Monday, 21 December 2015

Elgar, soul, and neuroscience



Sir Edward Elgar did not follow conventional religious practices and his biographer, Michael Kennedy [1], remarks that:

He expressed a wish that he should be buried at the confluence of Severn and Teme, without religious ceremony. He had for many years avoided going to church and while dying and still lucid refused to see a priest.

Raised a Roman Catholic, Elgar certainly knew well the concept of soul – it is no wonder that Cardinal Newman's poem The Dream of Gerontius had such an attraction for him, forming the basis of one of his greatest compositions. He was a complex man and his music reflected that, extending from State ceremonial, through religious oratorio, to the pastoral. It is the reflective, soulful Elgar that has always had the most appeal for me and his source of inspiration came from his feelings for people and a passion for landscape and the natural world. His loyal friend, W. H. (Billy) Reid [2] tells us of visits to Elgar:

Elgar was intensely fond of the country. Like William Morris, he was in love with the earth. He seemed to know every inch of Worcestershire (his own county), Herefordshire and the Malverns, Gloucestershire, and the Severn and Wye Rivers. He never tired of talking of them, exploring and re-exploring them if only to see again all the things he knew to be there; and his great joy was to have a kindred spirit with him to share in these pleasures, and to see his own joy reflected in the face of another.

Reed was the leader of the London Symphony Orchestra and provides us with another insight into the inner Elgar when he wrote:

I remember once when we were rehearsing the First Symphony, and the passage at Fig. 66 in the second movement was being played in too matter-of-fact a manner to please him, he stopped and said, "Don't play it like that: play it like" – then he hesitated, and added under his breath before he could stop himself – "like something we hear down by the river"..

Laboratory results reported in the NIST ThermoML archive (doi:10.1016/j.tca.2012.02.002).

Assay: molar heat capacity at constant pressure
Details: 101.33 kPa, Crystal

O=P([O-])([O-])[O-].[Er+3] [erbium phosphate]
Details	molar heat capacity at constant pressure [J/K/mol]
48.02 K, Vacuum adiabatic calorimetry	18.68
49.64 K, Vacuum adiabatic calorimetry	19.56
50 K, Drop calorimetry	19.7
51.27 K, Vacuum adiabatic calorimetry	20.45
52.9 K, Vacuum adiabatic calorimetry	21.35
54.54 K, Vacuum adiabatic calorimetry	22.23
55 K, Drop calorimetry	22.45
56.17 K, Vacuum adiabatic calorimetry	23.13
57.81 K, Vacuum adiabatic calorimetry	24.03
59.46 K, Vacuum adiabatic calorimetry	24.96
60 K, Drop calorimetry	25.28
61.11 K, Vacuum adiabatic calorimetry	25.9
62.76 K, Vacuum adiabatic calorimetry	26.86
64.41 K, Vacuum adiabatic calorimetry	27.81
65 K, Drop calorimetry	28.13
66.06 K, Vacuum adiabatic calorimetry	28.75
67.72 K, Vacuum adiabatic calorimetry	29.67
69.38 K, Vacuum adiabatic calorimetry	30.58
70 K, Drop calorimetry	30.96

It is soul – an inner self, moulded by emotional wounds and triumphs – that Elgar portrays so well in his music. Some people listening to pieces such as Sospiri or the Violin Concerto will be unmoved and find them rather slow and meaningless, but, for me, these pieces cut through everyday things into something much deeper. Here are recordings of the two:



Both works have a link to Billy Reed as he helped Elgar, himself a competent violinist, with fingering and other technical aspects of the solo part of the Concerto. He was not only a very fine violinist, but his nature was quite different to that of Elgar's [3]:

Reed was valuable as a technical adviser and indispensible as a warm-hearted companion, his sympathy, wit, and gay charm being antidotal to Elgar's frequent melancholy.

A photograph of the two men in later years is shown below (from the cover of Reed's book) and something of their relationship comes across in it. Reed was the dedicatee of Sospiri and this was a wonderful gesture by Elgar, reflecting the help that Reed had given the composer four years earlier.